Early in the fourth quarter, after Duke closed to 27-20, Mendenhall called for a fake punt on fourth-and-3 from the Virginia 45. The Blue Devils read the play perfectly and smothered running back Daniel Hamm after he took a direct snap.
The fake was ill-advised, Mendenhall said later, but his defense rescued him.
On the Duke possession that followed, Kiser broke up two passes and then, on fourth-and-5 from the Virginia 28, burst through the middle and sacked Jones with 8:29 to play.
“Honestly, we had called that earlier in the game, the first drive, and I missed him,” Kiser said. “It happened the same exact way, and that time I finished it. It was a great call by Coach Mendenhall.”
Kiser, who had 17 tackles, then a career high, last year in Virginia’s win over Duke at Scott Stadium, outdid himself Saturday. He finished with a career-best 18 stops, including two for losses.
“He played out of his mind today,” Hanback said.
Kiser is “not only one of the best players on our team, but he’s certainly one of the best I’ve ever coached,” Mendenhall said. “He’s the anchor to everything: how we practice, how we respond to adversity, players that are struggling or confrontations maybe that show up in the locker room. He’s just kind of the sheriff. It’s his jurisdiction, and I’m lucky to be here with him. He’s an amazing young man with tremendous leadership.”
On offense, the `Hoos struggled to mount a consistent running game — they averaged 2.2 yards per carry — but had considerably more success through the air.
Benkert completed 23 of 41 passes for 336 yards and three touchdowns, and eleven Cavaliers had at least one reception. One of them was sophomore David Eldridge, who scored his first TD as a Cavalier late in the first quarter, on a 28-yard pass play, and set up another score with an 84-yard catch late in the second quarter.
Duke “brought a lot of pressure,” Benkert said, “so I knew that if we could just buy enough time, there’d be one-on-ones down field, and our receivers made plays. It was fun to be a part of this.”
Virginia turned the ball over only once Saturday, but the mistake could have been costly. With UVA leading 27-20, Benkert threw an interception, and Duke took over with 6:24 remaining, 39 yards from a tying touchdown.
“After I threw the pick, I was like, `Dang, I really might have just blown this,’ ” Benkert said. “But I looked out on the field and saw the [Cavaliers’] defense. They weren’t shaken at all. … That defense is not one I would want to play against right now at all.”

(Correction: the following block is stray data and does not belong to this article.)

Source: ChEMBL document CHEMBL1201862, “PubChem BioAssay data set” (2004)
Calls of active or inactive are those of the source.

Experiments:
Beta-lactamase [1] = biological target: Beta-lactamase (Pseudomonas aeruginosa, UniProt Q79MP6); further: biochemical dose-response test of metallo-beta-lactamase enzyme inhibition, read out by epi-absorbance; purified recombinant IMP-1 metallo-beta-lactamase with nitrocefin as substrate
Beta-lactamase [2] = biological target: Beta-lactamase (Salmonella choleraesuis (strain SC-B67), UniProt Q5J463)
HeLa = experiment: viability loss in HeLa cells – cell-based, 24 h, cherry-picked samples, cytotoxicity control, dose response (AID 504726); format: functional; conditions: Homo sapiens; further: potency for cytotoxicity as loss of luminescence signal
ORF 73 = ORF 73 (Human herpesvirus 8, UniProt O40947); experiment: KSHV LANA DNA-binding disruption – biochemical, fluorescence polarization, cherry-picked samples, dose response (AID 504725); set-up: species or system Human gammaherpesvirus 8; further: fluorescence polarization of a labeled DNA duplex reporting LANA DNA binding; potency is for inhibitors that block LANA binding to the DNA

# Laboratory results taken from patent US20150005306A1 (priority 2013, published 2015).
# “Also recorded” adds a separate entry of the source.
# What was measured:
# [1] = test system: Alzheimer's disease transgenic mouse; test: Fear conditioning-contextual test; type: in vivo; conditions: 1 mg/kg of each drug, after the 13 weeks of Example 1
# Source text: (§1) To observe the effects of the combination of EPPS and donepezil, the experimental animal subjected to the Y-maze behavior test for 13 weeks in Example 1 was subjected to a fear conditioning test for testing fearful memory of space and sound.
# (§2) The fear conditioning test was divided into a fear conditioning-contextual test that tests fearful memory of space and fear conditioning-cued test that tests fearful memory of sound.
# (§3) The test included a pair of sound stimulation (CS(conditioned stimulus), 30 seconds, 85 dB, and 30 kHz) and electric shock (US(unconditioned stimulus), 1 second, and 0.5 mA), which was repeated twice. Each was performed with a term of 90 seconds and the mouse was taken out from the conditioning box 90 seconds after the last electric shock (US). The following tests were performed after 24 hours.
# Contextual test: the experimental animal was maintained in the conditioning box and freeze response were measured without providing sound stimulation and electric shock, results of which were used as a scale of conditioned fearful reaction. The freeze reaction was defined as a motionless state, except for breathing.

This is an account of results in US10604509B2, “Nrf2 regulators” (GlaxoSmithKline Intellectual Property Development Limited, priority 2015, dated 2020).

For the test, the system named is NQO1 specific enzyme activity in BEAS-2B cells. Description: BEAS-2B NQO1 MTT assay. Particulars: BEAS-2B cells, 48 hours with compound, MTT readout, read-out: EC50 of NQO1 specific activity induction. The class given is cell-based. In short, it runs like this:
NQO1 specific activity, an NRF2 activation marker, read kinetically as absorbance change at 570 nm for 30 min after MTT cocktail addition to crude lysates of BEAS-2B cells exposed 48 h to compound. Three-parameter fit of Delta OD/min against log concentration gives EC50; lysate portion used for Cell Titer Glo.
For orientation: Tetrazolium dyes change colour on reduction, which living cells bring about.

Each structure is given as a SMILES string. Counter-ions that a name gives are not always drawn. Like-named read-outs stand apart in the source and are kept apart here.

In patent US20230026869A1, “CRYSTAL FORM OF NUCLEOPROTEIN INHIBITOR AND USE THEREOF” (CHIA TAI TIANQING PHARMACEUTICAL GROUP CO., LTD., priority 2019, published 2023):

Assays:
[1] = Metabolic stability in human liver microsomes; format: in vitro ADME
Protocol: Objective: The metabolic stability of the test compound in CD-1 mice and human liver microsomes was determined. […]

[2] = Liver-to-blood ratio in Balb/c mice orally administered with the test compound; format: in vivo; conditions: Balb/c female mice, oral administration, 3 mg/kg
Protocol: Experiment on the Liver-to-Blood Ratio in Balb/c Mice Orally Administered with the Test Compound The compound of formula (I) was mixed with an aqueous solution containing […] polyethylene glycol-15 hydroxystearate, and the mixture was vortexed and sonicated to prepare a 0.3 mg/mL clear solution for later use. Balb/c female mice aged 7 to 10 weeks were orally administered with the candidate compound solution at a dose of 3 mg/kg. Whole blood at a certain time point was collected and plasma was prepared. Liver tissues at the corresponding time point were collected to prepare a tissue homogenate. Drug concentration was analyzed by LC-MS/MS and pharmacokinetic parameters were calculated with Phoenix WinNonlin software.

That the `Hoos are having fun was never more evident than during the break before the start of the fourth quarter. As Journey’s “Don’t Stop Believin’ ” played over the renovated stadium’s sound system, Virginia’s players danced along with the music.
They looked nothing like the tentative group that lost 37-20 to Richmond in the season opener.
“We went from being a team that wouldn’t even approach really competing hard in the opening game just for fear of being yelled at or having mistakes made,” Mendenhall said.
“We’re working on building resiliency and confidence and a demeanor that they’re capable. Eventually I’ll pull `em back, but this current mindset I’d like to take as far as possible, because the most confident teams and the most exuberant teams [often thrive].”
The Cavaliers’ road woes nearly ended Sept. 17 in East Hartford, Conn. But after building a 10-0 lead over Connecticut, Virginia stumbled and ended up losing 13-10.
“We knew we were in a similar situation against UConn, then we kind of let that slip away,” Zaccheaus said. “That’s the only thing we were thinking about, not letting that happen again, and I thought we did a good job finishing.”
“We fought through adversity again,” he said. “It got close towards the end, and I think it’s really good for this team. It would be nice to win a game on a blowout, but I think building this character and this resiliency is really going to pay off in the long term.”